Breaking Ground

Helen Frankenthaler's Immersive Seascape Is a Monumental Achievement in Abstraction

By Sotheby's

H elen Frankenthaler’s signature style was first developed in her groundbreaking 1952 painting Mountains and Sea. By diluting her paints, she allowed them to completely soak into the fibers of her raw, unprimed canvas, achieving an approach to abstraction that voiced a substantive departure from the work of the Abstract Expressionists. While thoroughly abstract and equally concerned with emphasizing the surface of her works as were her contemporaries like Jackson Pollock, Robert Motherwell (to whom she was married) and Barnett Newman, Frankenthaler brought a new perspective and a vibrancy of color and light.

Painted in 1975, Frankenthaler’s nine-foot panoramic work, Newfoundland, was painted following a period of significant changes in the artist’s life. In 1971 she divorced fellow abstractionist Robert Motherwell after thirteen years of marriage. Nonetheless, the tumultuous first half of the 1970s was a period of great professional success which included having been given a celebrated retrospective at the Whitney Museum of American Art in 1969. The intensity of Frankenthaler’s life came through boldly in her artistic production as evinced by the mesmerizing physicality of Newfoundland.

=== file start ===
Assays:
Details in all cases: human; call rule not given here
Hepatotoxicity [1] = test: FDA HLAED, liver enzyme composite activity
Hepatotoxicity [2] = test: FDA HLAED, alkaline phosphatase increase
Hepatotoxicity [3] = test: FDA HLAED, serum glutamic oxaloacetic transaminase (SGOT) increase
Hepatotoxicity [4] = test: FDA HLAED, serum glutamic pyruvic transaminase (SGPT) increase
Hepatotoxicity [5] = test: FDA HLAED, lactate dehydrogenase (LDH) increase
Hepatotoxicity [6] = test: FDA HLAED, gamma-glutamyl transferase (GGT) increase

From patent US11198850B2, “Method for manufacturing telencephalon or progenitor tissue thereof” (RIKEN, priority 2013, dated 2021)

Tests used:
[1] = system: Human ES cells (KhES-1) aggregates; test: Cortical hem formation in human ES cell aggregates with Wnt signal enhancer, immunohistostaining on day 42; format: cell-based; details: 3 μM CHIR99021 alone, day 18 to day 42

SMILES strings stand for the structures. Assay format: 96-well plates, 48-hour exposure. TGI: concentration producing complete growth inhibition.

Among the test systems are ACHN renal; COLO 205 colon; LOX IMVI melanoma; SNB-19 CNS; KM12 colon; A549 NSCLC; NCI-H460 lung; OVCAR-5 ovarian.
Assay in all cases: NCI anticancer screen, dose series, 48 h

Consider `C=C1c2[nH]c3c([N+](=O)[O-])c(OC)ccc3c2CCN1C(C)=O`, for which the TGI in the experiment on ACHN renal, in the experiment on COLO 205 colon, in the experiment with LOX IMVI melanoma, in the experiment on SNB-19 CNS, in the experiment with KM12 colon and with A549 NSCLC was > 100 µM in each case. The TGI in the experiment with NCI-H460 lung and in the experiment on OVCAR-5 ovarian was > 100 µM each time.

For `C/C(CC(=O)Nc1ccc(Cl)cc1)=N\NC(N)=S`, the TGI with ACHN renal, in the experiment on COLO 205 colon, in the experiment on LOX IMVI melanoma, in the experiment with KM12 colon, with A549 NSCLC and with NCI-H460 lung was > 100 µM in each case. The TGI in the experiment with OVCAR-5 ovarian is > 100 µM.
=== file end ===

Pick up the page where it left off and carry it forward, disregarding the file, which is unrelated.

Helen Frankenthaler, Newfoundland, 1975. Estimate $1,500,000–2,000,000.

At once overpowering in its scale and raucous composition, Newfoundland is also delicate and intimate, drawing viewers in to the subtle bleeding edges produced by the thinned paint. Passages of color undulate together and blend in a riot of movement that is at once a coastal seascape, as suggested by the title, and a tour-de-force of abstraction.

Newfoundland, a masterpiece from Frankenthaler’s highly acclaimed period of production in the mid-1970s, has been unseen by the public since its unveiling at the artist’s gallery show in 1975. The painting has been treasured in the esteemed collection of Blema and H. Arnold Steinberg for nearly 40 years. It emerges today as a heroic testament to Frankethaler’s unprecedented style and visual vocabulary.

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